And yesterday, after a spell of 16 weeks, she went on her winning way in the Apollo Stakes (Group 2) over Randwick’s 1400m.
That’s certainly an impressive record, and we have all seen the ease with which she appears to rack up the wins. But remember, Winx has contested 5 handicaps in her entire career of which two were juvenile starts in her first preparation. The other 3 were in the Group 2 Theo Marks along with the Group 1 Epsom and Doncaster Handicaps. All in total, Winx so far has had 24 career starts and is a 5 year old mare.
Now to Phar Lap.
Big Red had five starts as a 2 year old, one stakes race and four handicaps, and did not place in any of them. He raced at Rosehill, Randwick and Hawkesbury over 1000m, 1100m, 1200m and 1400m. Those five races were contested in 11 weeks before he had a 15 week spell.
As a 3 year old, Phar Lap had four more unplaced starts, at Warwick Farm and Rosehill over 1200m, 1400m and 1600m, before showing up in fourth place over 1600m at Warwick Farm and then second place when he ran over 1800m at Randwick. Interestingly enough, these placings were his first go at WFA.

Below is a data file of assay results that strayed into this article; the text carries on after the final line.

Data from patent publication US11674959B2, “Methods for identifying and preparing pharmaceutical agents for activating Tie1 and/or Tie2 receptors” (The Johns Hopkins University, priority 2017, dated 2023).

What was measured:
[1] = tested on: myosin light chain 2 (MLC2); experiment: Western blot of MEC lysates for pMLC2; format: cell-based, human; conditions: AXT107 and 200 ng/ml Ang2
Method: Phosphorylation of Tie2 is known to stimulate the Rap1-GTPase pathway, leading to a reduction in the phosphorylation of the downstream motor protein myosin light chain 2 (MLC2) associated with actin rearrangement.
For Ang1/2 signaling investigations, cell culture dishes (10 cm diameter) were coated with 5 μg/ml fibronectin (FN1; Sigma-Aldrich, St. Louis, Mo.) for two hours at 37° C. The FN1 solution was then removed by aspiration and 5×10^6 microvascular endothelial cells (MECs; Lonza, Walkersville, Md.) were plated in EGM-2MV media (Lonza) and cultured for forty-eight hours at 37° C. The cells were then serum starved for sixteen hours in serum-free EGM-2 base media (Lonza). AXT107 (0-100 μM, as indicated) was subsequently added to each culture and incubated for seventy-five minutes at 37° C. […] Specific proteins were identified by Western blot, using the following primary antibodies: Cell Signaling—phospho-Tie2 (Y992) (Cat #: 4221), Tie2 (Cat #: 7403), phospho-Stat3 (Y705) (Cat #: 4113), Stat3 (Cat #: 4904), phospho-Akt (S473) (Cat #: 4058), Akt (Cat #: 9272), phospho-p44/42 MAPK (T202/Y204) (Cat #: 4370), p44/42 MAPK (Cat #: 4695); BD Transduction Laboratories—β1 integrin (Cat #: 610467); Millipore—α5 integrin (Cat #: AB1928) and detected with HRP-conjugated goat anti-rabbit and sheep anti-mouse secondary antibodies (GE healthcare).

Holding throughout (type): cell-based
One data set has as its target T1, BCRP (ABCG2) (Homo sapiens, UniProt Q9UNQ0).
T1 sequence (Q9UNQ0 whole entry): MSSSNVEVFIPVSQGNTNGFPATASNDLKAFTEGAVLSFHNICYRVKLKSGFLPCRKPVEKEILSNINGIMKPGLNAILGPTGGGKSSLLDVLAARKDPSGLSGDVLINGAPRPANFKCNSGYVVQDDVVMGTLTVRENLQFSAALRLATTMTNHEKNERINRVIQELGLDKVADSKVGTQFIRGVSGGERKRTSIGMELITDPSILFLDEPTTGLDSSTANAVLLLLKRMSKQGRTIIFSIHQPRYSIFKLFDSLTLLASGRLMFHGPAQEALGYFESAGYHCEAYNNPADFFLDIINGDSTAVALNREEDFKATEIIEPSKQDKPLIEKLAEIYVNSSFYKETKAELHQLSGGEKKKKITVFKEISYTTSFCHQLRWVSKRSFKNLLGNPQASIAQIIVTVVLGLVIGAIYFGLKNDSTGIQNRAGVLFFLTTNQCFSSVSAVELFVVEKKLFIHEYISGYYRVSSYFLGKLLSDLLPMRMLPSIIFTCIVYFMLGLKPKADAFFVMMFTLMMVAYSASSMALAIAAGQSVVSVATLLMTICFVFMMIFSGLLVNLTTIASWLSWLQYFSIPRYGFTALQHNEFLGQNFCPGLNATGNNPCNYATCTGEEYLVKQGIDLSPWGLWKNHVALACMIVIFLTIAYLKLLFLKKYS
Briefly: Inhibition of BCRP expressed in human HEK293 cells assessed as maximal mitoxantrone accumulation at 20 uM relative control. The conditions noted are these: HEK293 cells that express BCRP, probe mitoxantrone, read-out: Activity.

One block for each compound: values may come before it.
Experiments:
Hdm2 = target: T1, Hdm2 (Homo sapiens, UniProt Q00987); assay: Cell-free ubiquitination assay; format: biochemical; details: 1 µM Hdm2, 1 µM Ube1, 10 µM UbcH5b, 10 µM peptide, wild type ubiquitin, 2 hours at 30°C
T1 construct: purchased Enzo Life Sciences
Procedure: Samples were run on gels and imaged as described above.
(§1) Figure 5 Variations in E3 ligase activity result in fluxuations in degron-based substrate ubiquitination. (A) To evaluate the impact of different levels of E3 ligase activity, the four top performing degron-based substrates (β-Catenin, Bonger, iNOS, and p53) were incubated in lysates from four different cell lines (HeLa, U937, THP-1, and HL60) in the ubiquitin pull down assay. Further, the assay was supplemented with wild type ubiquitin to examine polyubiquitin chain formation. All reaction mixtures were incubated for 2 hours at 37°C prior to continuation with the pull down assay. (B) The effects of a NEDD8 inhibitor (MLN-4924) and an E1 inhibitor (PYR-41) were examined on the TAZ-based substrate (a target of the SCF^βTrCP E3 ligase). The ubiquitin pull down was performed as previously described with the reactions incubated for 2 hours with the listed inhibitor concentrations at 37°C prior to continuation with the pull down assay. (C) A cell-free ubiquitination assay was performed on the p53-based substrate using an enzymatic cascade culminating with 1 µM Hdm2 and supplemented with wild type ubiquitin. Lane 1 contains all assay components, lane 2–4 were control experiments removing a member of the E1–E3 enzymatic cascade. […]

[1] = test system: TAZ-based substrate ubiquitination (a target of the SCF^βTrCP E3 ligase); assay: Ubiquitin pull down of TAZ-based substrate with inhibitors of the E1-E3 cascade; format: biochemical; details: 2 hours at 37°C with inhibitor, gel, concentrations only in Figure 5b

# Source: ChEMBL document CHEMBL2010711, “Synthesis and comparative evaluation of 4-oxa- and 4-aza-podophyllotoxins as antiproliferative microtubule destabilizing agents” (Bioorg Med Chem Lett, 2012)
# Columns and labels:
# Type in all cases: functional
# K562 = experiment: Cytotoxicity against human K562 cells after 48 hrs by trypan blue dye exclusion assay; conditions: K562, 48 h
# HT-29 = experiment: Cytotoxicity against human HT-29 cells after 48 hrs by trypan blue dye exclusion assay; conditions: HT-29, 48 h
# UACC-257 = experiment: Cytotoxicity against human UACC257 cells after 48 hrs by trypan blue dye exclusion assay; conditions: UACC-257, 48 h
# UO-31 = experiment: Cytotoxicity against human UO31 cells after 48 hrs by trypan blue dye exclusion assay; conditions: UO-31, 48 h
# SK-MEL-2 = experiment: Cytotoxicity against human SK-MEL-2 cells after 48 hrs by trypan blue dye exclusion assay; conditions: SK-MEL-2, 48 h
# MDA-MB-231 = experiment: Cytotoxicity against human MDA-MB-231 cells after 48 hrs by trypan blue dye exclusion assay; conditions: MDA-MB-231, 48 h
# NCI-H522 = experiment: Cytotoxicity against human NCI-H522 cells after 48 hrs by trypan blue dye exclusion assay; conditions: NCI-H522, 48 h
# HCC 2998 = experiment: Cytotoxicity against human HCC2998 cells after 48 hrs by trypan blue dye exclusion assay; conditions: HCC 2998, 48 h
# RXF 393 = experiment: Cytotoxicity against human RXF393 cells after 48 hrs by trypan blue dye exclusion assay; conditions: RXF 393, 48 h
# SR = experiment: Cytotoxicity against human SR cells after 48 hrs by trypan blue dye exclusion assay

Phar Lap then went on his winning spree, and racked up four wins over 1800m, 2400m, 2200m and 2400m before running third over 3200m in the 1929 Melbourne Cup, followed by another third in the St George Stakes over 1800m. Then followed nine consecutive wins from 1800m to 3200m, before he went for a 15 week spell.
Phar Lap had now had 27 starts as a 2 and 3 year old.
He started his 4 year old season with a second in the Warwick Stakes over 1600m, before starting on his 14 win streak. Those races were all at WFA, except for the 1930 Melbourne Cup. The winning streak was broken in the CM Lloyd Stakes when he ran second at Flemington, coming back from 2400m to 1600m in three days – a very big ask! When he went for this break, 24 weeks this time, he had already reached legend status.
Phar Lap had now had 43 starts before his fifth birthday. 10 of these were handicaps, two of them arguably the hardest handicap race of them all, the Melbourne Cup.
At 5 years old, the same age as Winx is now, Phar Lap raced 10 times from 1600m to 3200m, with his only loss being the 1931 Melbourne Cup when the handicappers slotted him with 10 stone 10 pounds, as close as dammit to 67 kg. The winner, White Nose, carried 43.45 kg. The first 9 starts were in a period of 11 weeks.